The march of time. Stuttgart 2007 © Damaso Reyes
The Christian Science Monitor has announced that next year it will stop printing its daily newspaper edition and exist only online. While the CSM is not a large newspaper it is prestigious and one of the few still doing a lot of original international reporting (I wrote a piece for them about Kosovo in 2006). It is the first large daily newspaper to take a leap that many commentators are suggesting is the trend of the future.
Personally I don’t think it is a bad thing. One of the reasons the editors gave for making this choice is so that that can keep their international bureaus open. I myself read at least three or four newspapers a day – online. I don’t know the last time I brought a physical newspaper. But when I get my Kindle I will most likely subscribe to two to three, that’s right, pay actual money for content. Still having grown up with newspapers that I can touch and fold I will be a little sad to see them go…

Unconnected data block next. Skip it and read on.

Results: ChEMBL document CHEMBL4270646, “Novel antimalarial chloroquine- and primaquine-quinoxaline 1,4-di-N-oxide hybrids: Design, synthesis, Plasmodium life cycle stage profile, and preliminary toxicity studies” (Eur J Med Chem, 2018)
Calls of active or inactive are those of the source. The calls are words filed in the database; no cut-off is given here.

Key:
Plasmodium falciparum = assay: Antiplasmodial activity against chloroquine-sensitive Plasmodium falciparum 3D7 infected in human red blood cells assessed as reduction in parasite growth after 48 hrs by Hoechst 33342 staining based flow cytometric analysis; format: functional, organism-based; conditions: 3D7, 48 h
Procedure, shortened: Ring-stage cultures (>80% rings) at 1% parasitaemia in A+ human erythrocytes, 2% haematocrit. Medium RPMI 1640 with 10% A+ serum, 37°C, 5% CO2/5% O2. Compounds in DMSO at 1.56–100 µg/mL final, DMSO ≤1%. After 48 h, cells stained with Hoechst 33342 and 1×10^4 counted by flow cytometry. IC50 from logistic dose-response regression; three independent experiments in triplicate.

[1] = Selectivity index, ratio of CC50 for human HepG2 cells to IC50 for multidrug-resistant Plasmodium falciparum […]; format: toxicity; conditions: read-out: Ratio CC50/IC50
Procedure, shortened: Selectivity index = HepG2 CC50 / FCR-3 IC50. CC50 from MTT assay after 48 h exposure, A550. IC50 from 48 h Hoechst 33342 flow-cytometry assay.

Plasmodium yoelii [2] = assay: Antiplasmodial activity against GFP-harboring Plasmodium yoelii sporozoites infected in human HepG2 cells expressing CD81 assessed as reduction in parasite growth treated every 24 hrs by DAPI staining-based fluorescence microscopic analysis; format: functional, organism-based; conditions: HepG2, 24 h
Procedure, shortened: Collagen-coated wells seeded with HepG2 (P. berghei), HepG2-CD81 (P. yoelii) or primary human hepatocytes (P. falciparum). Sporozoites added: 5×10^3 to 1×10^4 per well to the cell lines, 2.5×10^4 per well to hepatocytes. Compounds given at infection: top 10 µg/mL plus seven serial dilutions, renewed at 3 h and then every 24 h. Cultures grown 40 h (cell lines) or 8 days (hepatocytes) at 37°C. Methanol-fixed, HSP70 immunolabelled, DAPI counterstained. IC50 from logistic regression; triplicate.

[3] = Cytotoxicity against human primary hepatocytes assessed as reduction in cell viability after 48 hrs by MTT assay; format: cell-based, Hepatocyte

Wednesday, October 29, 2008, 11:09 - Personal, CommentaryYesterday I got yet another form letter in the mail thanking me for my application but due to the large numbers of excellent proposals mine was not selected. It’s not like I am new to this game but you get enough rejections in a row and you start to get frustrated, even discouraged.
The numbers don’t lie.
On my desk I keep a list of all the different grants, fellowships and residencies that I’ve applied for during the current year. As you can see, green is for ones which I’ve gotten, red for ones that I’ve been rejected and black are ones that I haven’t heard back from yet. Out o the seventeen that I have heard from I have been rejected by all but one. Those are some harsh odds.